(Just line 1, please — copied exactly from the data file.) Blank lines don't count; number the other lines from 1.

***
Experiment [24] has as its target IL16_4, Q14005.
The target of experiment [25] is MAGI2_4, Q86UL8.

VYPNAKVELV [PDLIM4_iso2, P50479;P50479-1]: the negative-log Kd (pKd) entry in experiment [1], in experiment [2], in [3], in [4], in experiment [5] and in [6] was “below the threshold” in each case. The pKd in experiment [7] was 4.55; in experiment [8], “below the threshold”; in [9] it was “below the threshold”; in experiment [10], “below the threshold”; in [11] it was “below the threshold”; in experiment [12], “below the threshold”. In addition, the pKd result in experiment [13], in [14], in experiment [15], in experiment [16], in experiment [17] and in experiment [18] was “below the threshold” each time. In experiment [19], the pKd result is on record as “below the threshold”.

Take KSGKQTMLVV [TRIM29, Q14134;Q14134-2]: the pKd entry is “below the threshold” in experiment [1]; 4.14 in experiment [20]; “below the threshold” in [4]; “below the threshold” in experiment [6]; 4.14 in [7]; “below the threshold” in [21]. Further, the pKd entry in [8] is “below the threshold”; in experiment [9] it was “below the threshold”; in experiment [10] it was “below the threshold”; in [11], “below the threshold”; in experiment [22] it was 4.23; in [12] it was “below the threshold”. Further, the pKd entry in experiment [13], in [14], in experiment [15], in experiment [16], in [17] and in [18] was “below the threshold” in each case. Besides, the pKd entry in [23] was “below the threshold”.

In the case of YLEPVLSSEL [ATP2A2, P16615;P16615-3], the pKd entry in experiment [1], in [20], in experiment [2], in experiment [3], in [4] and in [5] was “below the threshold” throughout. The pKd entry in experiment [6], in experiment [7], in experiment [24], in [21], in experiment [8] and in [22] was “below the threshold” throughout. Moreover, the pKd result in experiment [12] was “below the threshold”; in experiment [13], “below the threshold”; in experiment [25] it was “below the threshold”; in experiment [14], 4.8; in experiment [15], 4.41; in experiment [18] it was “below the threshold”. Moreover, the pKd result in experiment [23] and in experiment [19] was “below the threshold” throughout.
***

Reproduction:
Experiment [24] has as its target IL16_4, Q14005.